There is a link between family history and hypertension. If you have a parent, sibling, or grandparent with hypertension, you are at a higher risk of developing the condition yourself, especially if your family member has essential hypertension.
If your lifestyle habits are contributing to weight gain, particularly if you have a genetic predisposition to being overweight, commit to making changes that can help you reach an optimal weight and prevent many of the serious adverse health effects of obesity—including hypertension.
Lifestyle Risk Factors
Habits and lifestyle risk factors can cause and contribute to hypertension, regardless of the type.
Among the leading contributors to hypertension, smoking causes narrowing of the blood vessels, as well as atherosclerosis and inflexibility of the arteries.
Salt in one’s diet is a well-recognized contributor to high blood pressure. For some people, a low salt diet can have a substantial impact on blood pressure, while for many people, the effect of dietary salt on blood pressure is minimal.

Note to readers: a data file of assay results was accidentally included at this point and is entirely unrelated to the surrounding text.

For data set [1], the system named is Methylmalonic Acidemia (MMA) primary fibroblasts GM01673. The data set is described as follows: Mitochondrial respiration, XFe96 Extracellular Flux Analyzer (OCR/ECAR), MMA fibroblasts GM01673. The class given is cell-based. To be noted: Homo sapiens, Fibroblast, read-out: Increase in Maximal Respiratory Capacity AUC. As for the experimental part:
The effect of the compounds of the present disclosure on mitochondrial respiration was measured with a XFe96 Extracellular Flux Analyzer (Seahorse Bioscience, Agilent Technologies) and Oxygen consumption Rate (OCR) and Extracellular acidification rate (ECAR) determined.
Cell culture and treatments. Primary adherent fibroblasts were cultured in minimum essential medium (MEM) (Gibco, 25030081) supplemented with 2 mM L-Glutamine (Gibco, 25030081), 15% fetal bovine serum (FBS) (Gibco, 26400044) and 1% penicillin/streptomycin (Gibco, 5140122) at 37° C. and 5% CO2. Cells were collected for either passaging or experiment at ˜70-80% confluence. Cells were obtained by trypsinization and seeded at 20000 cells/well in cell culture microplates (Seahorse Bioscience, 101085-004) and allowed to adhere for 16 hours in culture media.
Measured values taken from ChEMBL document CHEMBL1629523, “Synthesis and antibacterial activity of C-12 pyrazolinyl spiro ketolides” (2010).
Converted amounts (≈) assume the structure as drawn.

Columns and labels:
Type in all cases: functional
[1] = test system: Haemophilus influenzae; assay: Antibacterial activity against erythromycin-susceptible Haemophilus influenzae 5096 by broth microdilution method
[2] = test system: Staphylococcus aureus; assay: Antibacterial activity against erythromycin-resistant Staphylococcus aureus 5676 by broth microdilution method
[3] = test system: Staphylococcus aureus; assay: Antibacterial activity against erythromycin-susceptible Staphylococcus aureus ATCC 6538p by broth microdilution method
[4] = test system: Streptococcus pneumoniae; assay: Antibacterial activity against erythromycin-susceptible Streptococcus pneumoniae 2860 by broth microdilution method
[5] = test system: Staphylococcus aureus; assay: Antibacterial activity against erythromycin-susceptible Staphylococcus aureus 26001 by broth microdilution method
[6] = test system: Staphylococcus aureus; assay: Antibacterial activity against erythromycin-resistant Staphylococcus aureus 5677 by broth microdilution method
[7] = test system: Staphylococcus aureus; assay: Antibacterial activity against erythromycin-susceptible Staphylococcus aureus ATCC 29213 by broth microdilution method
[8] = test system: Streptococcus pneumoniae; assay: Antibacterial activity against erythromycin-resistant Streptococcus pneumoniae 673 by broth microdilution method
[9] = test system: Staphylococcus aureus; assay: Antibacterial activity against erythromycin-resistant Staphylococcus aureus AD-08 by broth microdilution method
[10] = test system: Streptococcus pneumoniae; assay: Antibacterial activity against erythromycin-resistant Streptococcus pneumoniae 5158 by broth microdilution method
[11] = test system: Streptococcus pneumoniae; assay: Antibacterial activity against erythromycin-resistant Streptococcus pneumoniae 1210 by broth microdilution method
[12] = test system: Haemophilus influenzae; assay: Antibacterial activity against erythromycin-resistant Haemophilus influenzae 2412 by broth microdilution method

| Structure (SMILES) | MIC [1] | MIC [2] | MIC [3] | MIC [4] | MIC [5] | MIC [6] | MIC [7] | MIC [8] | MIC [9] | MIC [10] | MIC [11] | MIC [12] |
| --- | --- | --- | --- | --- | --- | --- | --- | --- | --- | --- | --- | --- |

Anxiety and stress can raise blood pressure. The body releases epinephrine, norepinephrine, and cortisol, hormones that cause narrowing of the blood vessels, in response to stress. Frequent narrowing and alterations in blood vessel diameter can lead to hypertension over time.
Lack of regular physical activity is associated with hypertension because weight changes and hormonal responses to physical exercise help maintain optimal blood pressure.
Chronic, heavy alcohol use is associated with hypertension, although the link is not as strong or as well understood as the link between smoking and hypertension.
Recreational Drug Use
Several illegal recreational drugs, such as cocaine, heroin, and methamphetamine, cause dramatic shifts in blood pressure. These drugs are more likely to cause a hypertensive emergency than they are to cause chronic hypertension.